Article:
If you go

WHAT: The Charleston International Film Festival will feature more than 70 films divided into blocks of shorts and features, as well as free filmmaking workshops, parties and an awards gala.

WHEN: April 9-13

WHERE: Sottile Theatre, 44 George St.; Charleston Music Hall, 37 John St.

COST: $25 opening reception, $10 per film block, $99 awards gala

MORE INFO: 817-1617 or www.charlestoniff.com

Seven might just be Brian Peacher's lucky number. The seventh annual Charleston International Film Festival, founded by Peacher and his wife, Summer, promises a more ambitious lineup than ever before with more than 70 features, documentaries and shorts screening April 9-13 at the Sottile Theatre and Charleston Music Hall.

About 80 filmmakers are expected to attend the festival from as far away as New Zealand and Kenya, and the films to be shown were culled from more than 500 submissions.

This year also marks the first time the festival will screen a major studio movie. "Draft Day," from director Ivan Reitman ("Ghostbusters") and starring Kevin Costner and Jennifer Garner, will have its South Carolina premiere in a special red carpet event on the festival's opening night.

In the film, Costner plays the general manager of the Cleveland Browns who tries to end a losing streak in the high-stakes world of the NFL draft. "Draft Day" will open nationwide April 11, two days after its Charleston debut.

"Charleston is a big college football town and I felt like it'd be a good fit for opening night," said Peacher. "It's a big deal for us to get this film."

The high profile opening is all part of Peacher's mission to draw talent and films to his hometown, expanding the festival each year.

"My focus is on bringing people into Charleston rather than promoting local films, although we do that as well," he said.

Indeed, Peacher also works with the S.C. Film Commission to help foster local film development.

Last year's winners of the film commission's Indie Grants program, which offers up to $15,000 to South Carolina filmmakers working on projects throughout the state, along with finalists in the S.C. Young Filmmakers Project, will screen their films during the festival.

CIFF also introduced this year a program designed to inspire the next generation of Lowcountry filmmakers, sponsoring a series of screenwriting workshops at three local high schools as part of the new Script to Screen initiative.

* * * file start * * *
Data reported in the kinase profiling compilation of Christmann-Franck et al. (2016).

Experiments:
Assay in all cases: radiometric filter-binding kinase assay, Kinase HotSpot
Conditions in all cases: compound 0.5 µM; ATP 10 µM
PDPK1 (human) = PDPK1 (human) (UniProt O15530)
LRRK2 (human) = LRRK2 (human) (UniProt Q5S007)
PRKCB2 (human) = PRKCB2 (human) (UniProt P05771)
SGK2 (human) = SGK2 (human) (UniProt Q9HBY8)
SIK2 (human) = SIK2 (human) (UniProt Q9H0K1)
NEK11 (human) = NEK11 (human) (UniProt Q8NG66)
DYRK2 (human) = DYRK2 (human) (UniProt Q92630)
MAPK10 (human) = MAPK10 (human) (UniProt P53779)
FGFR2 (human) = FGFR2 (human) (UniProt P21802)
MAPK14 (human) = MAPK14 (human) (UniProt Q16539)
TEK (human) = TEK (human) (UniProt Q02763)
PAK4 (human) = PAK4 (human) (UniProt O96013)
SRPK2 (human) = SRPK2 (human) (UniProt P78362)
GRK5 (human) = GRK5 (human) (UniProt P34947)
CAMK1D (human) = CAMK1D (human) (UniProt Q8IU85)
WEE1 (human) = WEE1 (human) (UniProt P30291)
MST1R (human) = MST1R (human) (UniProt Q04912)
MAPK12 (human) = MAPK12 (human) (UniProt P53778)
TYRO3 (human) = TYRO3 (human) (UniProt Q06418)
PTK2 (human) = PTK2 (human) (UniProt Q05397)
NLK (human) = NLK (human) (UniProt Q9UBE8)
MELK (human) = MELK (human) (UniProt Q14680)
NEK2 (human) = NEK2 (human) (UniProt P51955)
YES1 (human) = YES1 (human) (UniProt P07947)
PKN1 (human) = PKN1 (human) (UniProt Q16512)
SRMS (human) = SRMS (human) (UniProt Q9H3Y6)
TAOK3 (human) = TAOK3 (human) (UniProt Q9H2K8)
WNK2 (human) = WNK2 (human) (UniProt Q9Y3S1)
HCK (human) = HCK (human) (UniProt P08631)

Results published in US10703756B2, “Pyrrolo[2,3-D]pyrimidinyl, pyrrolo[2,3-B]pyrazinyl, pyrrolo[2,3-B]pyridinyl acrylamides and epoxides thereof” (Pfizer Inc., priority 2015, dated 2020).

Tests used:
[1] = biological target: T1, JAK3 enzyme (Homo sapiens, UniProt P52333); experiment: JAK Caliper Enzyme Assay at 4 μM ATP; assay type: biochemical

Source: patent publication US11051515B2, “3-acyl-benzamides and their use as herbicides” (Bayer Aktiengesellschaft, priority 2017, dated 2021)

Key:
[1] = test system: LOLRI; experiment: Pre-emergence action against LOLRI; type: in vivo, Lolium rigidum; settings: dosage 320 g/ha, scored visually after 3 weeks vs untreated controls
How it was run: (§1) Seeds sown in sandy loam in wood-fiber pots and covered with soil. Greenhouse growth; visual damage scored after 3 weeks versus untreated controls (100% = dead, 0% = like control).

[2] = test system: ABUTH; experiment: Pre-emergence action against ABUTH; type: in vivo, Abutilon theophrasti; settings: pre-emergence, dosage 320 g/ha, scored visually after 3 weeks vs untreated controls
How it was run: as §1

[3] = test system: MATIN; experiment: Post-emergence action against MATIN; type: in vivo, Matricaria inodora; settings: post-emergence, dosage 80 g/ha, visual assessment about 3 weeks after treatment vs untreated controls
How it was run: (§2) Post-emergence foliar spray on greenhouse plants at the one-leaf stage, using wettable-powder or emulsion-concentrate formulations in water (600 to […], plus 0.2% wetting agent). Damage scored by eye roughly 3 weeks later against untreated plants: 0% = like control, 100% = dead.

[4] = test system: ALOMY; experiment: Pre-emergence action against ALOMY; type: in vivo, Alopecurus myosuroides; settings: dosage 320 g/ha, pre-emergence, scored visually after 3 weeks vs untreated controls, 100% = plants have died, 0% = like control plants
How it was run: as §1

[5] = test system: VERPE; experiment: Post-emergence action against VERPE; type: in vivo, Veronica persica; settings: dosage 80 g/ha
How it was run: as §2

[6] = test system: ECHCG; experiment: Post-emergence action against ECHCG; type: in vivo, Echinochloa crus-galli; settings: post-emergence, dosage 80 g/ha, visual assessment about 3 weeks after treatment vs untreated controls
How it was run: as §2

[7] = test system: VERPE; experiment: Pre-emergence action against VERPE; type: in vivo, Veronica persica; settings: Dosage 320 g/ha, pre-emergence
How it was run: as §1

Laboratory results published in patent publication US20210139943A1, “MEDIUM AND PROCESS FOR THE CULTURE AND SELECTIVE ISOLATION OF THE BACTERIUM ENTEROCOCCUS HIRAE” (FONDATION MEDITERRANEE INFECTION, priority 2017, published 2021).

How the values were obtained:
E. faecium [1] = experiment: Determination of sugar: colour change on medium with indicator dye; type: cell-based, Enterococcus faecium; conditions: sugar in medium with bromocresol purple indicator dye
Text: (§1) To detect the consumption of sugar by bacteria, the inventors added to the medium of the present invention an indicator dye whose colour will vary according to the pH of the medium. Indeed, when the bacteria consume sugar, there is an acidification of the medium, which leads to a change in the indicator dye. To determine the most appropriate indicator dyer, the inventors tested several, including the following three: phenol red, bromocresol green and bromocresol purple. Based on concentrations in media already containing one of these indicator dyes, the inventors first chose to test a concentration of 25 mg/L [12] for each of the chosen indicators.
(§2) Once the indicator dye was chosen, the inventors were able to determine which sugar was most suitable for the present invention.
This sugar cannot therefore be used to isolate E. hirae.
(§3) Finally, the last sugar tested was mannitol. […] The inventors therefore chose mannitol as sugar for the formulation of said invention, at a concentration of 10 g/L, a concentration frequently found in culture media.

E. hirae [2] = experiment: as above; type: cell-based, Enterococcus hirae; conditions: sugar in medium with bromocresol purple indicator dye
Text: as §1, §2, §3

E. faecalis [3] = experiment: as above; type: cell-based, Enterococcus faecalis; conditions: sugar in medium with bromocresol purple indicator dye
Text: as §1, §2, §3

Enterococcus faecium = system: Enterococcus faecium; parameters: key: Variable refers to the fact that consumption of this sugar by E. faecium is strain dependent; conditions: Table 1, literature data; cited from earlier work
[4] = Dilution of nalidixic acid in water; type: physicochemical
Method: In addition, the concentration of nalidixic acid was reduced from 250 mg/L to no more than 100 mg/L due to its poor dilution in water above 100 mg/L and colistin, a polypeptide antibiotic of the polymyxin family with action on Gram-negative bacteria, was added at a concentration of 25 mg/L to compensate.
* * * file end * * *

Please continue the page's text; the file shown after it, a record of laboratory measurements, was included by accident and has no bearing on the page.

Students at Goose Creek, Wando and Academic Magnet high schools developed short original screenplays with the help of film industry experts and competed for the chance to have their work produced by professional filmmakers and screened at the festival.

This year's winning screenplay, "Turpentine Nails" by Goose Creek senior Megan Montgomery, tells the story of an aspiring actress and her artist roommate who deal with an unplanned pregnancy.

"I'm excited and nervous at the same time," said Montgomery, who had never written a screenplay before her Script to Screen project, of anticipating seeing her work on screen. "It hasn't really hit me yet."

Montgomery attributes much of her success in the contest to her teacher's inspiration and help. "I've gotten to meet a lot of people and it has opened a lot of doors," she said. "I like film now more than before."

The contest may also have influenced the senior's post-graduation plans. While Montgomery isn't sure if she'd like to pursue filmmaking professionally, she feels confident in her strengths as a storyteller. "Whatever I do, I want to write," she said.

Unlike Montgomery, producer Warren Ostergard is a CIFF veteran whose films have won awards in four of the festival's previous years. The Johns Island resident is currently touting "The Sublime and the Beautiful," written and directed by Blake Robbins, who also stars.

After premiering at the Slamdance Film Festival, which runs alongside Sundance each year in Park City, Utah, Ostergard is excited to bring the movie to Charleston audiences.

"This film deals with personal tragedy, so I think a lot of people can relate to it," he said. "People who see it react."

The story follows a husband and wife who lose their three children in an accident as they struggle to come to terms with feelings of grief and guilt. Robbins was inspired to make the film as a way of coping with the trauma of witnessing the terror attacks of Sept. 11, 2001 from the streets of New York City, according to Ostergard.

The festival also will feature free workshops on movie editing and animation, along with a discussion on casting presented by Emmy-award winning Laray Mayfield, whose credits include "House of Cards" and "The Social Network."

Wrapping things up, an awards gala will be held April 13 at Memminger Auditorium, with awards in each film category in addition to a $1,000 cash prize for best picture.

Producer Gale Anne Hurd, who wrote the screenplay for "The Terminator" and produced such sci-fi classics as "Aliens," "The Abyss" and "The Walking Dead," will be on hand at the gala to receive the first annual Achievement in American Film Award. CIFF organizers chose Hurd for "her very successful career on some amazing blockbuster films."

Although the festival is sandwiched between such prominent local events as the BB&T Charleston Food + Wine Festival, Charleston Fashion Week and Spoleto, Peacher feels confident that the CIFF won't be lost in the fray.

"There's no local festival as comprehensive in terms of film," he said, suggesting that the festival offers a unique viewing experience for local movie fans. "There's no magic wand we can wave. All we can do is hope that people see the value and fun in this kind of experience."